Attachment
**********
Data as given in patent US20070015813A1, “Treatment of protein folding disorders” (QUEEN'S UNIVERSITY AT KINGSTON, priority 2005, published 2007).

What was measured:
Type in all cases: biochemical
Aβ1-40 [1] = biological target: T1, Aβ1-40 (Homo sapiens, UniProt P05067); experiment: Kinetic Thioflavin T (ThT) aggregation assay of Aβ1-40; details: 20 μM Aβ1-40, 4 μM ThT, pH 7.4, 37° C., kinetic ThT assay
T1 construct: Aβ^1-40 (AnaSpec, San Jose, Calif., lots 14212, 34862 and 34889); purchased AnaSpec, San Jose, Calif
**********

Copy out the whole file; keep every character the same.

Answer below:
Data as given in patent US20070015813A1, “Treatment of protein folding disorders” (QUEEN'S UNIVERSITY AT KINGSTON, priority 2005, published 2007).

What was measured:
Type in all cases: biochemical
Aβ1-40 [1] = biological target: T1, Aβ1-40 (Homo sapiens, UniProt P05067); experiment: Kinetic Thioflavin T (ThT) aggregation assay of Aβ1-40; details: 20 μM Aβ1-40, 4 μM ThT, pH 7.4, 37° C., kinetic ThT assay
T1 construct: Aβ^1-40 (AnaSpec, San Jose, Calif., lots 14212, 34862 and 34889); purchased AnaSpec, San Jose, Calif